I’ve been listening to Skinny Puppy for about 26 years– since just before the release of their fourth full album, VIVIsectVI. In that time, they’ve released 8 more albums, explored a wide range of industrial nightmare stylings, had one member go through rehab, another die of a drug overdose, broken up, and reunited. I saw them in concert once, saw two shows that included individual members (Pigface and Download), and I’m seeing them again this month. As a young teen, discovering Pink Floyd, Marillion, and Bauhaus after they had splintered, I wished I could have been there to follow any of those bands’ growth. As it turns out, I got to have that experience with Skinny Puppy. It’s been a privilege. I hope it goes on for many more years.
You may have seen a news story going around about the music of Skinny Puppy being used to torture prisoners in Guantanamo. I find this disturbing for many reasons. Foremost, of course, is that torture is going on at all. As I’ve said in this space before, torture is utterly unconscionable. There is no justification for it. Even if it yielded useful information (which it doesn’t), deliberately dehumanizing another human being is just about the most evil, despicable thing I can imagine. The fact that our government continues to practice it makes me want to find an overpass and just scream “STOP THE TORTURE” like a lunatic until my throat gives out. Or, failing that, listen to a track like Hardset Head or Hexonxonx or Pro-Test at full volume, and let the pounding, roaring noise absorb enough outrage that I can function like a person.
Aside from the cathartic effect, Skinny Puppy made me feel powerful when I was a runty teenage weirdo. I knew that the hulking stoners endlessly reproducing Metallica logos in drawing class would not stand up to 30 seconds of Skinny Puppy. The same went for the cool kids at the top of the pecking order with their Huey Lewis and the News. Not merely loud, not simply aggressive, Skinny Puppy is challenging. In the 80s they challenged the whole notion of popular music. Today’s breakbeat and ubiquitous sampling owe debts to Skinny Puppy that will forever go unacknowledged. Which is fine. To cross over into the mainstream was never their intention. Us fans get to live forever in that “before they sold out” world.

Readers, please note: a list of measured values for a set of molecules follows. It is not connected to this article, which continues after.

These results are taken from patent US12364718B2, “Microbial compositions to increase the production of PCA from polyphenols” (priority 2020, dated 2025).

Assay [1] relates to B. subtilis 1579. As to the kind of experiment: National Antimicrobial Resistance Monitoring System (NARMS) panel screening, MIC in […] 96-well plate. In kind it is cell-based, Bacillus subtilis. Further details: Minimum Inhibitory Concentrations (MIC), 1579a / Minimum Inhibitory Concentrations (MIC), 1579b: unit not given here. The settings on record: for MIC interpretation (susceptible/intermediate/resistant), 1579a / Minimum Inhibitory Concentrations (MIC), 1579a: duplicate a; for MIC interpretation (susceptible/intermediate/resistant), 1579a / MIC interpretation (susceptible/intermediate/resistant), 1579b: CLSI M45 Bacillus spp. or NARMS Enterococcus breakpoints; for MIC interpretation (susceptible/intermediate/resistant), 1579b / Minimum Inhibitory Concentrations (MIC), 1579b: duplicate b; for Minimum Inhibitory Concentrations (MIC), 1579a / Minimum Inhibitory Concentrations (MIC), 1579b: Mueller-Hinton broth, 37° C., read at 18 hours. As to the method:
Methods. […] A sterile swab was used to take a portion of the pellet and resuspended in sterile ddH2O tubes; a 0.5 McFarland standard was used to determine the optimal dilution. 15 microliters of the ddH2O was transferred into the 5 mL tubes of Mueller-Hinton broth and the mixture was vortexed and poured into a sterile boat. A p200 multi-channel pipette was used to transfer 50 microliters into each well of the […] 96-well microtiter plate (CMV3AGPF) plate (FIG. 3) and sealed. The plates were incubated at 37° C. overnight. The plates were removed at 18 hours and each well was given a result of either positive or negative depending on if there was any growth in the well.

Using Skinny Puppy’s artfully sculpted sensory assault as a blunt instrument against prisoners is just about the most banal expression of mainstream cluelessness there is. The worst part, though, is that I’m sure I’ve said at some point in the past (like when US forces were trying to drive Manuel Noriega out of the Vatican embassy with Guns ‘n’ Roses) “If those idiots knew what caustic music really was they’d be using Skinny Puppy!” Now, at last, someone in Guantanamo has discovered my favorite audio sculptors. Maybe it was a fan who decided their music would be an effective torture device, or maybe it was some Hootie and the Blowfish frat boy. I don’t know which would be worse.
The band’s response is true to form. Consummate artists, acidic commentators, they’ve embraced the role thrust upon them by American torturers and invoiced the US government for $666,000. Then they titled their newest release Weapon, and made it a critique of our current state of lawlessness in pursuit of security. It’s probably the most publicity Skinny Puppy has ever gotten, and it’s drawing attention to the most glaring neglected atrocity in America. If the statements issued by cEvin Key about this event seem muted, there is always the music for channeling the outrage.
There’s a nice review of Weapon here.
Note: I’m sorry for hurling the term “mainstream” around like a club. As a grown-up I no longer bear the mainstream (whatever that means) indiscriminate ill will. Many are lovely people whose company I enjoy.